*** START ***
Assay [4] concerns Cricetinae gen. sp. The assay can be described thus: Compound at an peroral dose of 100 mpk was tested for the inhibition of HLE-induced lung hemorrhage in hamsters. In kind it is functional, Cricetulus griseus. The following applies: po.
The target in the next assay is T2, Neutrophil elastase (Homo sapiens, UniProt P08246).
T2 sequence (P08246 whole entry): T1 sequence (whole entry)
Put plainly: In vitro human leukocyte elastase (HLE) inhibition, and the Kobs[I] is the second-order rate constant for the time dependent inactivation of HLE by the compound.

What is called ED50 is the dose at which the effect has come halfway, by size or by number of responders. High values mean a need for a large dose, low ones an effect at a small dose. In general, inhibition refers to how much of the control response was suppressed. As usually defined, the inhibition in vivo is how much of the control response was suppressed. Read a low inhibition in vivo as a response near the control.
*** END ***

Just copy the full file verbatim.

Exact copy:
Assay [4] concerns Cricetinae gen. sp. The assay can be described thus: Compound at an peroral dose of 100 mpk was tested for the inhibition of HLE-induced lung hemorrhage in hamsters. In kind it is functional, Cricetulus griseus. The following applies: po.
The target in the next assay is T2, Neutrophil elastase (Homo sapiens, UniProt P08246).
T2 sequence (P08246 whole entry): T1 sequence (whole entry)
Put plainly: In vitro human leukocyte elastase (HLE) inhibition, and the Kobs[I] is the second-order rate constant for the time dependent inactivation of HLE by the compound.

What is called ED50 is the dose at which the effect has come halfway, by size or by number of responders. High values mean a need for a large dose, low ones an effect at a small dose. In general, inhibition refers to how much of the control response was suppressed. As usually defined, the inhibition in vivo is how much of the control response was suppressed. Read a low inhibition in vivo as a response near the control.